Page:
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Assault on Dark Athena DRM Backlash

The Starbreeze Forums and Atari Forums for The Chronicles of Riddick: Assault on Dark Athena each have threads complaining about the game's DRM, describing a non-revocable three-installation limit that does not allow further installations after it has been reached. This has inspired another protest centered on the reviews on the Amazon listing for the game, where an increasing number of reviews complain about the DRM. We contacted Atari about this and received the following response:

The protection on the PC version of The Chronicles of Riddick: Assault on Dark Athena is an activation system with online authentication required the first time you install the game on a machine. The activation code lets you install the game on up to 3 machines, with an unlimited number of installs on each assuming that you donít change any major hardware in your PC or re-install your operating system.

If you reach the maximum number of installations you can contact the Atari hotline and if itís a legitimate request you can get a new activation code.

We implement this protection in an effort to avoid early piracy.

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91. Re: On Dark Athena DRM Apr 10, 2009, 12:24 Jerykk
 
Finding ways to run old games on PC isn't even anything new, so I don't see why it's so horrible to do it for this title.

It's a matter of principle. Why should customers be forced to illegally crack the game they paid for? Why should customers be burdened with activations and install limits when pirates aren't? Imagine if your car required you to hotwire it whenever you wanted to drive anywhere. Imagine if the doors to your house wouldn't open unless you went out and got an illegally-produced key? Essentially requiring customers to go through hoops to play their games is stupid.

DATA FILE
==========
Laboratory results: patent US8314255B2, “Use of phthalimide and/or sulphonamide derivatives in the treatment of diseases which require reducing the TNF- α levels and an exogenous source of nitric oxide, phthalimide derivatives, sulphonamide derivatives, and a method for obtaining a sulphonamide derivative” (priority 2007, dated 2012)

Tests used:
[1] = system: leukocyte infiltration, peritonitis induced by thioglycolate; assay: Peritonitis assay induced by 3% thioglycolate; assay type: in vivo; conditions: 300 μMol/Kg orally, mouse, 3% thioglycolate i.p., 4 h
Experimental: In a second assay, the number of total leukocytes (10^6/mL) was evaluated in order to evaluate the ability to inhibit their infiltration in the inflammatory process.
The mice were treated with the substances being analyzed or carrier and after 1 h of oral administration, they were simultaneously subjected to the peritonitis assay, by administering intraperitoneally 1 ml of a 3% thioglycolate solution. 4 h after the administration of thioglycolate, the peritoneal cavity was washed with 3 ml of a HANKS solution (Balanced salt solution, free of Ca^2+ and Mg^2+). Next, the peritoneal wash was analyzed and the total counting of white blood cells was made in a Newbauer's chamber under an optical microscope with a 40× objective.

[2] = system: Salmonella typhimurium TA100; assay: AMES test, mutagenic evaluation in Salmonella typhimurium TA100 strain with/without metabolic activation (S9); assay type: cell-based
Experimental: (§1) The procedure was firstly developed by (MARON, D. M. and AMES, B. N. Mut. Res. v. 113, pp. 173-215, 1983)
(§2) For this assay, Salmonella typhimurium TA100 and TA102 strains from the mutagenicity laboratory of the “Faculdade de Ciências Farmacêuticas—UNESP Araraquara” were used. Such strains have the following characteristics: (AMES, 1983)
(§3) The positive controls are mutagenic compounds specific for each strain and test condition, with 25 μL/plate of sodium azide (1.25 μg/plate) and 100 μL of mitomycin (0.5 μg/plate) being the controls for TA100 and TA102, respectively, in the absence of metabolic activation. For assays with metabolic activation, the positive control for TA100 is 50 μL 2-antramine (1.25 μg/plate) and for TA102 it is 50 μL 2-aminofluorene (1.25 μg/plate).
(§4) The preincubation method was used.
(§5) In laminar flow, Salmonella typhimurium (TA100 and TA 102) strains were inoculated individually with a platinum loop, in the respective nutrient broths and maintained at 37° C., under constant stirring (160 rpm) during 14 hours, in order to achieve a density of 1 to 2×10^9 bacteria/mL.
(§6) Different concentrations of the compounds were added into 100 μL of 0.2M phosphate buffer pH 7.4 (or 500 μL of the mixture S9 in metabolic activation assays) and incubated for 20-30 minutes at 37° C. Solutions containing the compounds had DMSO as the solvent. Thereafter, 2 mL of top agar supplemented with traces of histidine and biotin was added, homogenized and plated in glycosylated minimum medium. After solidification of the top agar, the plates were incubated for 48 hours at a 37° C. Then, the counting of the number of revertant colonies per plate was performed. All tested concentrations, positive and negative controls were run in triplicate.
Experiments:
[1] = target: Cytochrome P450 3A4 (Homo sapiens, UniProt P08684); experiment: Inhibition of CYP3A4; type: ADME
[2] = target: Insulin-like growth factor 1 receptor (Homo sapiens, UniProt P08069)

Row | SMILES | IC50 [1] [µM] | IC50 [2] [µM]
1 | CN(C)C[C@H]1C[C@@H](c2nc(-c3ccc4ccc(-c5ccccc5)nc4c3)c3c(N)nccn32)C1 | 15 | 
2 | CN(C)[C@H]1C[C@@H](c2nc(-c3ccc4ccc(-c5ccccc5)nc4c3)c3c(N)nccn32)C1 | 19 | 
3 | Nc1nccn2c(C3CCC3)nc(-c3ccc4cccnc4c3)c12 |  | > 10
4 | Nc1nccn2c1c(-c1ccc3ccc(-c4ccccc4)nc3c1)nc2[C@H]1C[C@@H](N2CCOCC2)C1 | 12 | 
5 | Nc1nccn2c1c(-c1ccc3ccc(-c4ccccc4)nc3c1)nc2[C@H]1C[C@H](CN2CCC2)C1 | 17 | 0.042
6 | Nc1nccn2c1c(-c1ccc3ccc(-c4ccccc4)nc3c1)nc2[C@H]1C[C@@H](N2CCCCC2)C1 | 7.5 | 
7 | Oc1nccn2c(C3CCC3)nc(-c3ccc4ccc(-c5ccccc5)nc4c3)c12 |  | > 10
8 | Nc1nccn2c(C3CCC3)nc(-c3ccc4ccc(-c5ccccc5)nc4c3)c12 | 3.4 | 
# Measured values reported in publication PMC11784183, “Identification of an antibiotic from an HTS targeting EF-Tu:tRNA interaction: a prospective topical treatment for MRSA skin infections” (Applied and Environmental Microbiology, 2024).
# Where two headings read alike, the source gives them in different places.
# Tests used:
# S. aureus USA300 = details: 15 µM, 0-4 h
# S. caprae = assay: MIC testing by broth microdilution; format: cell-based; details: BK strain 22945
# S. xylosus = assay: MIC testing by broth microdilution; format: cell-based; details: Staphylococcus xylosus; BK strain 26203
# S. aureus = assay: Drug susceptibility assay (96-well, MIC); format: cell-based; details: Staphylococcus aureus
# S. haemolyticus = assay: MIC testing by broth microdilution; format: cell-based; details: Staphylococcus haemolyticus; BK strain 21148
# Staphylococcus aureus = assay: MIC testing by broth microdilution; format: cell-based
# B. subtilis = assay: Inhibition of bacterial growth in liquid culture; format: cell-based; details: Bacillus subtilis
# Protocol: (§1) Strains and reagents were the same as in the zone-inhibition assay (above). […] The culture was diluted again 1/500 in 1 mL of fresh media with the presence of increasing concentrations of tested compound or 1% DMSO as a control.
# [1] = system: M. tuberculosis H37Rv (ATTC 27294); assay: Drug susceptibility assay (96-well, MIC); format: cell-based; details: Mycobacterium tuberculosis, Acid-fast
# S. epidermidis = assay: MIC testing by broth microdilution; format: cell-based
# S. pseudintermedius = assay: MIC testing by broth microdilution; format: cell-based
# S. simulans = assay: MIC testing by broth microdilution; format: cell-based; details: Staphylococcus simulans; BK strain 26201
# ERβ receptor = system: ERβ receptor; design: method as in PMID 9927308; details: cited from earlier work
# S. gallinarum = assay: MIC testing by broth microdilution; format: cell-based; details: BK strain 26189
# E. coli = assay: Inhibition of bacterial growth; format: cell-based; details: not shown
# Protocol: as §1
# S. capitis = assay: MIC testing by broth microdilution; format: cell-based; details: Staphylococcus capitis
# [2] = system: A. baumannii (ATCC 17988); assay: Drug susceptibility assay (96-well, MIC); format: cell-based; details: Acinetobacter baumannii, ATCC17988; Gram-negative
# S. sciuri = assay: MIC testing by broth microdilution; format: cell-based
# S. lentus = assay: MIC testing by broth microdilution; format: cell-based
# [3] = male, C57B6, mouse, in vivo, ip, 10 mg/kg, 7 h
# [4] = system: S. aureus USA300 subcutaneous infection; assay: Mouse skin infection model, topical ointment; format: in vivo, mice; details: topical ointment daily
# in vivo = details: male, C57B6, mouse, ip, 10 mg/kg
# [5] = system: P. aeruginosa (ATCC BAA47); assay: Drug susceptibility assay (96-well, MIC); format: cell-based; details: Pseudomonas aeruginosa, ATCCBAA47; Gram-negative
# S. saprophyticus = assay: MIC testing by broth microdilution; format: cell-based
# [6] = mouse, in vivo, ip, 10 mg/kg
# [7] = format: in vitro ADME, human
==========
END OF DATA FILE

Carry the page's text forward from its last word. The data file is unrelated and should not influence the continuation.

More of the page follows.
They continue to lament the piracy problem on PC and you look like a rationalizing thief to anyone with half a brain and any respect for morals in a capitalist system.

Wait, did you just put "morals" and "capitalist system" in the same sentence? They couldn't be greater opposites. Atari obviously has no morals if they're willing to burden their customers for a fruitless cause.

3 - Buy the game - I still choose to do this, as being a developer is much harder and thankless than any of you seem to grasp, and they NEED the success and money from game sales to survive. Instead of punishing them for something their publisher did, I support them with a sale and then crack the .exe when I need to... in essence, it is more important to me to support developers making great games I like than it is to complain about DRM I can easily bypass.

Except where do you draw the line? If you buy a game with DRM, you are endorsing DRM and convincing publishers to keep using it. While developers deserve to be rewarded for making good games, they also need to avoid dealing with crappy publishers. Buying games with DRM changes nothing. Customers should not have to bear the whole burden of a publisher's idiocy.

I don't like activation limits but I like seeing PC releases dwindle and great developers being shut down even less. Iron Lore is a great example... a great bunch of guys with a great game (Titan Quest) that sold like crap but was torrented to hell and back. They didn't do anything to bring that on themselves either, the game was not saddled with horrid DRM, but people pirated it anyway.

ALL games are pirated to hell and back. Iron Lore shut down because they created a Diablo-clone that most people simply weren't interested in buying. To blame their failure on piracy is all too convenient. It's like blaming the poor sales of Psychonauts, BG&E, Sacrifice, etc, on piracy. Those games didn't sell poorly because of piracy, they sold poorly because they didn't appeal to the masses, much like Titan Quest.

This comment was edited on Apr 10, 2009, 12:30.
 
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